determination subsystem 203 attempts to match the destination information
from the request with existing users in the database 120. If information
about the target is located, the profile will be translated by the target
translation subsystem 204 into the format that can be accepted by the
target computer or device 151. Once translated, the profile is passed to
the target sender subsystem 202 for transmission.
 Also in FIG. 1C, the target sender subsystem 202 determines how to
deliver the profile to the target computers or devices 151. The target
sender may send links to profiles that are stored in the database 120 or
it may send the profile directly to target systems 151.
 FIG. 1D is a functional block diagram of the present invention in
the client/server architecture. Those skilled in the art will recognize
that many of the modules and subsystems are the same. What differs is the
means that the profile is selected or assembled. In a client/server
architecture, the client systems 150 and 151, have memory and permanent
storage to save profile information. A profile sender module 200 may
reside on the client systems 150 allowing the sender to create and select
personal profile information and optionally store it in a local database
120. The profile sender 200 sends the profile with a request to the
contact exchange system 100 which, in turn, utilizes the send/exchange
module 102 to deliver the information to target clients 151.
 In FIG. 1D, the target client systems 151, may have memory and
permanent storage and may be able to operate a module referred to in FIG.
1D as the profile receiver 201. The profile receiver 201 receives a
profile and may store it in a local database 121. It may also choose to
automatically respond back to the sender with profile information if the
target user decides this is what they want to occur. The target user on
target systems 151 may also review incoming profiles using the inbound
profile viewer module 202. When reviewing profiles, they may choose to
save the profile in the local database 121, forward, delete the incoming
profile or respond to the sender.
 FIG. 2A is a flowchart of the send profile process. In this process
the sender initiates a send of a profile 100 by choosing a profile to
send. The user then enters the destination address 101, such as a email
or phone number, and chooses an option to send or exchange 102. The
system may attach timestamp, geographic or determined location
information to the outbound profile that will be used by the receiver as
context for the exhchange of information. The request is sent to the
contact exchange system which determines if the destination is an email
103 or a phone number 104.
 Referring to FIG. 2A, if the destination is a email address, the
system will check to see if the email address matches a registered user
of the system 105. If no match is found, the system will assemble an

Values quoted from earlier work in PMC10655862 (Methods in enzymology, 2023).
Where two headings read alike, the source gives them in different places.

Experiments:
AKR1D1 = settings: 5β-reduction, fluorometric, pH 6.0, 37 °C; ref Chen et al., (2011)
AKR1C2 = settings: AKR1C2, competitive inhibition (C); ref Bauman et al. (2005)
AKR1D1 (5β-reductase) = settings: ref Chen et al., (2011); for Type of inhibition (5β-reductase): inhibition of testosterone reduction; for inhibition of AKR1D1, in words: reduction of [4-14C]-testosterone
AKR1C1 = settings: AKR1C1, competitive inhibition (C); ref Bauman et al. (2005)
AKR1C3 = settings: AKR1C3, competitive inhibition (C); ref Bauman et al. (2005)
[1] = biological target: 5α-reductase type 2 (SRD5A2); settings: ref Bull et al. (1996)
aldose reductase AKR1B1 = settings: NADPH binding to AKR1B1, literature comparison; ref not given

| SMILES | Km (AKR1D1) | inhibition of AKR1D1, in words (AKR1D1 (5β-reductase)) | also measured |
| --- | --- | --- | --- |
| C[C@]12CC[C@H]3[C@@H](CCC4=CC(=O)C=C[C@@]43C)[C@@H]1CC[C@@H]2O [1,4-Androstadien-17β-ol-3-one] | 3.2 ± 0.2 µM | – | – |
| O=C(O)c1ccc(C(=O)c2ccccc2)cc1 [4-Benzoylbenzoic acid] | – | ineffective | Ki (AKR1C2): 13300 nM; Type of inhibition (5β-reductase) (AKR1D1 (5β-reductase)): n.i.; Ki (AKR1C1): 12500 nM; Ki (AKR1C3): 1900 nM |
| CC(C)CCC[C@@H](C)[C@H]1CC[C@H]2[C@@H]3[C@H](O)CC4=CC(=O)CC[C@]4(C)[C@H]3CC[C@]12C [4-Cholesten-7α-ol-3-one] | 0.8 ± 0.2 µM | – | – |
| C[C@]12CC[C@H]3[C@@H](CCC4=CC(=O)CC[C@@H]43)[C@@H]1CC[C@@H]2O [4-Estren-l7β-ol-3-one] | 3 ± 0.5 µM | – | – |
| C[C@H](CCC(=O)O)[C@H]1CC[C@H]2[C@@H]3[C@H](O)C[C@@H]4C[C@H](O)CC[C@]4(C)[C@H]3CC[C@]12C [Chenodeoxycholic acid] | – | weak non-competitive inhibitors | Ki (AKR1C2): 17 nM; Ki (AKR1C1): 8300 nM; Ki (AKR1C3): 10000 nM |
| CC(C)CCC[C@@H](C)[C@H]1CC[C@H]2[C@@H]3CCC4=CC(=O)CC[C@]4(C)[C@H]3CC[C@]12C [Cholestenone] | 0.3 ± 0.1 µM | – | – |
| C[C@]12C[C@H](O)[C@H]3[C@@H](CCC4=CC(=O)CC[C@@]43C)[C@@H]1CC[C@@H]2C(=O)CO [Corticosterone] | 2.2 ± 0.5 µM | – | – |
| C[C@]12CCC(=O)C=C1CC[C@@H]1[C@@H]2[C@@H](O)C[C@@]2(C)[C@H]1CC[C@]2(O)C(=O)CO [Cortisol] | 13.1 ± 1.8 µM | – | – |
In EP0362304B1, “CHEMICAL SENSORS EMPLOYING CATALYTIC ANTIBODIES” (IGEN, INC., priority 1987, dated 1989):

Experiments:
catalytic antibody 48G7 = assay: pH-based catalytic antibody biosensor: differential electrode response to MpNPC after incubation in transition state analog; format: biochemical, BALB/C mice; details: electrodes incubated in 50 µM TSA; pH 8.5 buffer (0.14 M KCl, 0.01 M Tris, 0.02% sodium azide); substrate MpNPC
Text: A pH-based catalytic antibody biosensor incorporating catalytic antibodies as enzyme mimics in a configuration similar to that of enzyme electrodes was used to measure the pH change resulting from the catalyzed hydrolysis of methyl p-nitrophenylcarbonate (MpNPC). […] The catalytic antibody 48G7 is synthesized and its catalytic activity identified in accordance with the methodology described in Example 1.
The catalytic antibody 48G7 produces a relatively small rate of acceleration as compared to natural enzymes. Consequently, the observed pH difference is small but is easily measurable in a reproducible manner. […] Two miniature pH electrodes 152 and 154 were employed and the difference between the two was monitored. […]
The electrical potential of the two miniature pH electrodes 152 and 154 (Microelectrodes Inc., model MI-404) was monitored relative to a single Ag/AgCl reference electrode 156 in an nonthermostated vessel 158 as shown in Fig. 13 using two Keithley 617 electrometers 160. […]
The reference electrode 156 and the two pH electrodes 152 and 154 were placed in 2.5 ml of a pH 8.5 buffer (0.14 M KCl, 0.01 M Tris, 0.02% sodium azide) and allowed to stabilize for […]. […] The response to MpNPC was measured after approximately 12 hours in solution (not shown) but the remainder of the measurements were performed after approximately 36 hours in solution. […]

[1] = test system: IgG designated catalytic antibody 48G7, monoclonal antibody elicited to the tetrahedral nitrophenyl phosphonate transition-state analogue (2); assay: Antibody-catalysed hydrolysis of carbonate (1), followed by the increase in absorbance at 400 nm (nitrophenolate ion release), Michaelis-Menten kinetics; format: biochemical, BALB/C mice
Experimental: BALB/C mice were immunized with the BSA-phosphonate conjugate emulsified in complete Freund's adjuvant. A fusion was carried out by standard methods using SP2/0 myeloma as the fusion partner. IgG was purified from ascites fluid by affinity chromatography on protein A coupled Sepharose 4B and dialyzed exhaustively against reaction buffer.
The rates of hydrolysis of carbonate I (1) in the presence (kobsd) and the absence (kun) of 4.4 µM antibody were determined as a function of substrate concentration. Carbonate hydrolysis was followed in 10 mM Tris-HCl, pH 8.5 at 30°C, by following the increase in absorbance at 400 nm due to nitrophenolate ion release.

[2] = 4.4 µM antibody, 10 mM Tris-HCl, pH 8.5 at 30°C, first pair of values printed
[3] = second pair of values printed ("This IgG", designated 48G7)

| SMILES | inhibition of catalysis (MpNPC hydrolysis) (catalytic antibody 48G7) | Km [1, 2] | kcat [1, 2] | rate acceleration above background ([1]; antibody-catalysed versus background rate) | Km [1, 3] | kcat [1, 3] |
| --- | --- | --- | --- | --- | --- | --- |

email with the profile information and link back to the system so the
receiver may fetch the profile. The system may attach a standard
representation such as a vcard to the email that represents the profile
106. The system will send the email 107 and store the sent profile, or a
reference to the profile, in the system database 108 to be retrieved at a
later time by the receiver.
 Referring also FIG. 2A, if the email address is recognized as a
user on the system 105, the system will then attempt to determine the
preferred method of exchange for profiles 109. If the preferred method of
exchange is email, the process described in paragraph 0033 will be
enacted. If some other communication is preferred, the system will
determine the characteristics of the target destination and
characteristics of the communication means 111. Using this information,
the system will consist of the appropriate data to send to the target
device over some means of communication 112.
 In FIG. 2A, if the target device can process HTTP links 114, the
system will attach a link to the message 113 that can be used by the
receiver to fetch the sent profile. The system will store the profile
115, or some reference to the profile, that will be used later by the
receiver. Once the message is compiled and the profile is stored, the
message is sent 117. If the target device cannot process HTTP links 114,
the system will convert the message and profile to text and send it to
the receiver 116.
 FIG. 2B is a flowchart of the receive profile process. In this
process a message is received 100 which starts the process. If the
message contains a link that the receivers device or computer can
understand 101, the user may select that link 102 to navigate the the
contact exchange system. If the message does not contain a link, but
contains an attachment the device or computer can recognize 103, then the
user is presented with the option to store the profile locally 104. If
the user chooses not to store the profile locally, the user will be shown
the same message again 107 and the process with restart 100. If the user
stores the message locally 105, the process ends. If the user chooses not
to store the message locally 104, then the process will return to the
same message 107 and the process will restart 100.
 Also in FIG. 2B, if the receivers device or computer cannot receive
attachments of profiles 103, the user may, if their computer or device
allows them to, go to the location of the contact exchange system 106 on
the network. Once receivers invoke the contact exchange system, they may